"As a caravan, it offers exactly that flexibility and mobility. You can hardly see a gateway, you move in that direction and you don’t have to abort the whole project because of a danger zone."


A considerable advantage is that the concept is therefore also applicable in other conflict regions which have no connection with the nomadic tradition.

Musicians as Mediators

The Caravane has already proved its role as ambassador for peace in several occasions. While the politicians worked mainly on a political level on ways out of the conflict, the Caravans set themselves the task of paving the way for a peace process at the level of the population.

"Le monde culturel avait plus de chance d'être écouté, il fallait que nous jouions ce rôle-là",

was one of Manny Ansar's remarks. I want to understand this role. What can music contribute to the promotion of peace?


in a spontaneous conversation with the sought-after person during the Festival sur le Niger, Mohamed Doumbia, festival administrator, I had the opportunity to better understand one of the key moments of the Caravane.


"The biggest challenge at the beginning of the idea of ​​the Caravane was the distrust created by the crisis. Everyone was suspicious of the other."

The Festival au Désert in exile in the refugee camp in Burkina Faso (before the founding of the actual Caravane) in 2013, just a year after the rebellion, had created the first opportunity for the people of the different parties of the conflict to meet and exchange about peace and possible ways of coexistence, and to better understand and accept the mutual positions and realities. An encounter, according to Doumbia, which could not have been conceivable in any other context.


Mohamed Doumbia explains with an example that the refugees refused to make contact with the official representatives of the Malian government. The festival succeeded in establishing this dialogue, conveying positions and concerns between the refugees and the government and contributed in building trust.


Mohamed Doumbia, administrator, Festival sur le Niger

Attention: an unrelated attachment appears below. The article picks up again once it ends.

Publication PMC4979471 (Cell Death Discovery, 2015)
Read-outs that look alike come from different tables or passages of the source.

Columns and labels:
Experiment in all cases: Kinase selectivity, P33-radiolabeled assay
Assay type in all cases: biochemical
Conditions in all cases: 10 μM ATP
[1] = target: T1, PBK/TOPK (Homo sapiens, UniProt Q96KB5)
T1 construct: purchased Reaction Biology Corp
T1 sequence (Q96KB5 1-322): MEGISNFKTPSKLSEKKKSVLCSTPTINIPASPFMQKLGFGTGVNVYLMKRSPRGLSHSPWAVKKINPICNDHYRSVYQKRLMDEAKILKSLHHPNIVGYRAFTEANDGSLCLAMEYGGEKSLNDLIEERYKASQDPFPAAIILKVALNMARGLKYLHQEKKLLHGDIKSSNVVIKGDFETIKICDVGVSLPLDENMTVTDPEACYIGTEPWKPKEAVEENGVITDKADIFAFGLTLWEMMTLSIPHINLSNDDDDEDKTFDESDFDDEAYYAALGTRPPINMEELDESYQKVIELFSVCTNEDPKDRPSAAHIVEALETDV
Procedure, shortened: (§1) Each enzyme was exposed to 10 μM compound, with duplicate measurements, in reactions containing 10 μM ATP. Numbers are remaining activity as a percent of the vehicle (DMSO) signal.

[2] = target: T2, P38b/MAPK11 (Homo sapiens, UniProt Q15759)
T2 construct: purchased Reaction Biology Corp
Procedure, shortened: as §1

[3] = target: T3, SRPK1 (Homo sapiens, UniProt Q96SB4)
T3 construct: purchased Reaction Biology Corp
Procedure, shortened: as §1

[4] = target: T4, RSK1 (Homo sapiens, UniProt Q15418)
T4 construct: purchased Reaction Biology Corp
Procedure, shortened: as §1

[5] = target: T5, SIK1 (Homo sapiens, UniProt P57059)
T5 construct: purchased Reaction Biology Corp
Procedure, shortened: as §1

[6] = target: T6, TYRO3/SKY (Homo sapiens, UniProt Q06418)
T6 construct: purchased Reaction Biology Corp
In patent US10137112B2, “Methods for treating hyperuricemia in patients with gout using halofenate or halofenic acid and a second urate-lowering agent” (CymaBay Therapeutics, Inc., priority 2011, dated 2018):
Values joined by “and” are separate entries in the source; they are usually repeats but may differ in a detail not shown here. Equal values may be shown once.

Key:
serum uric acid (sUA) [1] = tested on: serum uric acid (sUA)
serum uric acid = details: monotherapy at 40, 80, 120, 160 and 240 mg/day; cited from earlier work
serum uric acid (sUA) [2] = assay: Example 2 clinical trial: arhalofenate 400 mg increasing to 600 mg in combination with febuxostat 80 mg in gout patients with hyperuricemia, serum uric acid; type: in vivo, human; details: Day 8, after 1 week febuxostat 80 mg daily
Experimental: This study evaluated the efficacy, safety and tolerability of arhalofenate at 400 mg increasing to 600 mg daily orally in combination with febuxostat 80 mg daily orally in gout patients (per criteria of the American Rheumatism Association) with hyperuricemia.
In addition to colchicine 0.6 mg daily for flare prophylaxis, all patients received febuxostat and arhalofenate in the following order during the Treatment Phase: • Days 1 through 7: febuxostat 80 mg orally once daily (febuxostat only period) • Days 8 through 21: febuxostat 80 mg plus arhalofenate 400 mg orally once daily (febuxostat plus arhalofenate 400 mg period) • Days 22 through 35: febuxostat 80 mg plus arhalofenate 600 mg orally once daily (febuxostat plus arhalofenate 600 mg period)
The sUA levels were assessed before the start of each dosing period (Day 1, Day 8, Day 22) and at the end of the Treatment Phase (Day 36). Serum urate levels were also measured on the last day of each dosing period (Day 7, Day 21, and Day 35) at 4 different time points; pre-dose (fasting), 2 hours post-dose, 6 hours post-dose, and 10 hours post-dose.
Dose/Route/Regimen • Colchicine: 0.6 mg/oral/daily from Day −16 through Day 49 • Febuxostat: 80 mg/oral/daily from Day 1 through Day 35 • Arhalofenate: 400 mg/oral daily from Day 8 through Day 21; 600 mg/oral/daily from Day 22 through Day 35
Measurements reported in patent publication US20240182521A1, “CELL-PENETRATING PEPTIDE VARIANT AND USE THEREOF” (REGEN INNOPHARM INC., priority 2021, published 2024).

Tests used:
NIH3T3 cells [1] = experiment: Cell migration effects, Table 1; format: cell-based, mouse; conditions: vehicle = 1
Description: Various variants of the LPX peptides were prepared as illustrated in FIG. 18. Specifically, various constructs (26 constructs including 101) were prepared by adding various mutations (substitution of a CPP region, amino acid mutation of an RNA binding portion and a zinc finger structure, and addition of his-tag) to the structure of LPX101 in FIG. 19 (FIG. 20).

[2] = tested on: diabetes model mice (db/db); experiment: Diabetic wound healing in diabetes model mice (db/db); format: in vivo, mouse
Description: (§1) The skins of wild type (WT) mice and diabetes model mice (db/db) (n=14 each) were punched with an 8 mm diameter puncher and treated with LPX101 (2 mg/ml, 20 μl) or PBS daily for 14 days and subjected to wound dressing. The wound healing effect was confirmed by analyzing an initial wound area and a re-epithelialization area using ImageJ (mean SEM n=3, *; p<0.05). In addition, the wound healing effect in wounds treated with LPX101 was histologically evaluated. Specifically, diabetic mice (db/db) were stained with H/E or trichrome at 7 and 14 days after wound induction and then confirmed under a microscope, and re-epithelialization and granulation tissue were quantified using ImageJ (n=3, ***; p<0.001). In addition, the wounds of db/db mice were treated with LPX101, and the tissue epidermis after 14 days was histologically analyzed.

But how is the Caravane able to be perceived in this mediation function?

Manny Ansar had told me how much courage it took the musicians of the festival to perform in the refugee camp.


"On avait peur qu'ils allaient nous massacrer."


No one knew how the refugees would react to the festival and the call for peace, and they were in danger of being chased away from the camp with stones.


Mohamed Doumbia sees the key to acceptance in the neutral performance of the festival. "We did not take a position, we did not condemn or praise anyone." Our only message was: "There is no development without peace. And think of our children who have to live with our heritage." More peace, more joy, and it is exactly this desire for joy that had obviously lured the people to the festival. "Enfin, tout le monde aime la joie!" said Mohamed Doumbia with a big smile on his face.


I encountered another person who, with a keen sense and understanding, and at the same time with implicitness and modesty, turns to small levers that can have a great effect.


In the Same Rhythm

Manny Ansar adds an example of how music succeeds in connecting people. Takamba rhythm for example exists in different cultures of the region. When this Takamba rhythm which is an integral part of the Caravane is played, different ethnicities dance and experience moments of joy together, differences and barriers are broken. Similarities become apparent.

"They feel human among human beings."

The famous Takamba Band Super 11 at the concert in Sikasso
and this is their theme song 

Culture of Reconciliation

Music is not a new phenomenon in the promotion of peace in Mali. The Caravane is based on a long established tradition and its success has a lot to do with this traditional role of the musician in society. In order to understand this very close relationship in its core, Manny Ansar gave us a brief digression into the role and importance of the "Griot".